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Short poem

Claude McKay (1889-1948)


              1Although she feeds me bread of bitterness,
              2And sinks into my throat her tiger's tooth,
              3Stealing my breath of life, I will confess
              4I love this cultured hell that tests my youth!
              5Her vigor flows like tides into my blood,
              6Giving me strength erect against her hate.
              7Her bigness sweeps my being like a flood.
              8Yet as a rebel fronts a king in state,
              9I stand within her walls with not a shred
            10Of terror, malice, not a word of jeer.
            11Darkly I gaze into the days ahead,
            12And see her might and granite wonders there,
            13Beneath the touch of Time's unerring hand,
            14Like priceless treasures sinking in the sand.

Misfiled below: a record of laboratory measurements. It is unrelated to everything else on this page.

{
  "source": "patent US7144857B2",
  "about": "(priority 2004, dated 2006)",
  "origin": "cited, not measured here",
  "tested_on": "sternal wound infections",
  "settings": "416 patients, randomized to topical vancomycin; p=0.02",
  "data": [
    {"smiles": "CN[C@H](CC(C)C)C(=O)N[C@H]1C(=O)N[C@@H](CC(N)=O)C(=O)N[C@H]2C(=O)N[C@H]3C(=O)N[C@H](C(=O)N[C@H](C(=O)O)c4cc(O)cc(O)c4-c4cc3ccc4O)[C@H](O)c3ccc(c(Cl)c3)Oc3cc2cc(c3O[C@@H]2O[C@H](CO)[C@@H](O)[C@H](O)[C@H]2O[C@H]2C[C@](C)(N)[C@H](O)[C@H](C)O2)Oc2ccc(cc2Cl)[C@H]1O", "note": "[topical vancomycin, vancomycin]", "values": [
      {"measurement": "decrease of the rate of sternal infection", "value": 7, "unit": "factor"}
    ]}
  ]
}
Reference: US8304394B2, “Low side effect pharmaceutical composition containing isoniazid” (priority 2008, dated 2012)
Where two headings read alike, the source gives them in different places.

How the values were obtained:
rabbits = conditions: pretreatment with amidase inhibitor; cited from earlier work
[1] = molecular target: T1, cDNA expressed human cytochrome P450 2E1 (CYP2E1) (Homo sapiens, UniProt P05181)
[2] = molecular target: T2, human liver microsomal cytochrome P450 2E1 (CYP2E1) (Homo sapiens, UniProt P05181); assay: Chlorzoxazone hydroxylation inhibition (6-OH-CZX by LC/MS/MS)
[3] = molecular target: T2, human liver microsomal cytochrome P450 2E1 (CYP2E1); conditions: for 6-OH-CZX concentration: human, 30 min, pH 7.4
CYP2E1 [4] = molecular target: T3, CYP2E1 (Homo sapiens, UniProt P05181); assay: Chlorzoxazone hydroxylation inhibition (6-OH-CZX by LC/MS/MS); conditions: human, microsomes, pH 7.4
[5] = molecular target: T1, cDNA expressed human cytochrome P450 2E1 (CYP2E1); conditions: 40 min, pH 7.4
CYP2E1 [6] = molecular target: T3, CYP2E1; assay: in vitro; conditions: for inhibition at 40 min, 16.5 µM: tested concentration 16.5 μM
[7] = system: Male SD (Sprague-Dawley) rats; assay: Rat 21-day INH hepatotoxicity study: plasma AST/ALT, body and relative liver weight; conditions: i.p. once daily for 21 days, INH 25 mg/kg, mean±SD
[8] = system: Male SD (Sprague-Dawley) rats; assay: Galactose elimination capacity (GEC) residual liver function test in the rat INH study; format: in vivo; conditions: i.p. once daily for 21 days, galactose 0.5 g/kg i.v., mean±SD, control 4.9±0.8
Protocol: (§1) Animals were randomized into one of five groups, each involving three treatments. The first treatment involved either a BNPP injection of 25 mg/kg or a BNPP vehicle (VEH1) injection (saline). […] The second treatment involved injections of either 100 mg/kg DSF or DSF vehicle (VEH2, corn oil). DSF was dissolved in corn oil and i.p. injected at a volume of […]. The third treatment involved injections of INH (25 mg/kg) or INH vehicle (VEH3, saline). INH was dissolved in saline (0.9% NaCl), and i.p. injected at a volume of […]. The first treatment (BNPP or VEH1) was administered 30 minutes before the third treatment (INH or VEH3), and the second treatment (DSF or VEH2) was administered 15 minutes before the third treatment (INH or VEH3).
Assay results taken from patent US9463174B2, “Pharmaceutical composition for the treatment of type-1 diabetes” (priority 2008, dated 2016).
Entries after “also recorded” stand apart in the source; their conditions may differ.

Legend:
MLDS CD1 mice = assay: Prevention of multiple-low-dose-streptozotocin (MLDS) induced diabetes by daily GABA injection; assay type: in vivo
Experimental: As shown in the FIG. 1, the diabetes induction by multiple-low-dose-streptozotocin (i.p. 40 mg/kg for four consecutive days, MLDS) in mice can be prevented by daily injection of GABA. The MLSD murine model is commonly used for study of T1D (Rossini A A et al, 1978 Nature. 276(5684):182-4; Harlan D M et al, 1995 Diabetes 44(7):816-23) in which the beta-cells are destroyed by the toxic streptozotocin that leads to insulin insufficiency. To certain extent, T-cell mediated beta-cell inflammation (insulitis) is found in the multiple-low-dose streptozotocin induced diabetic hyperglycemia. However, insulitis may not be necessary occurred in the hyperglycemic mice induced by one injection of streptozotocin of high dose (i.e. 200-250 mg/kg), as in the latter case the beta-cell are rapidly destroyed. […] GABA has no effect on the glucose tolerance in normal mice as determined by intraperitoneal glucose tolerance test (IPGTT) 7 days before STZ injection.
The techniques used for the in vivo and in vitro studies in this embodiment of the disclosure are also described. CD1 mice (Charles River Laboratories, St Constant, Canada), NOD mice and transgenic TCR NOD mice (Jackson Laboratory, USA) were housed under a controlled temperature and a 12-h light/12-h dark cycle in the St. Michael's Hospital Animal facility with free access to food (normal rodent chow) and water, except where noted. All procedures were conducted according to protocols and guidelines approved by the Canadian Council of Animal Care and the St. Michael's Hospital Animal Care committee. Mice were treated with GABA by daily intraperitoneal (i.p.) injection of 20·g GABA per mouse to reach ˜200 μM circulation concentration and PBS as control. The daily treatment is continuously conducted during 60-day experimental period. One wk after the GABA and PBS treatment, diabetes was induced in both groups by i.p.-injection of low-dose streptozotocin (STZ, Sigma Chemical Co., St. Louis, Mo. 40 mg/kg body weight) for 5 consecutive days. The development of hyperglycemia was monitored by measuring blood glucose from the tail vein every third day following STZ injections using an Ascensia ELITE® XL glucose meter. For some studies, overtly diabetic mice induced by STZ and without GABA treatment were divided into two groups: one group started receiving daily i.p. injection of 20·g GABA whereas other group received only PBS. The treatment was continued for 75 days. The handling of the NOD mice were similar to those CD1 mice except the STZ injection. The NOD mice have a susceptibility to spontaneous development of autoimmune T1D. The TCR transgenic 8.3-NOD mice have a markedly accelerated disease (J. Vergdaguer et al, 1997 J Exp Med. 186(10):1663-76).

Online text copyright © 2003, Ian Lancashire for the Department of English, University of Toronto.
Published by the Web Development Group, Information Technology Services, University of Toronto Libraries.

Original text: Harlem Shadows: The Poems of Claude McKay, with an introduction by Max Eastman (New York: Harcourt, Brace and Co., 1922): 6. PS 3525 A24785 H3 Robarts Library.
First publication date: December 1921
Publication date note: Liberator (Dec. 1921).
RPO poem editor: Ian Lancashire
RP edition: RPO 1998.
Recent editing: 2:2002/4/4

Form: sonnet
Rhyme: ababcdcdefefgg

Other poems by Claude McKay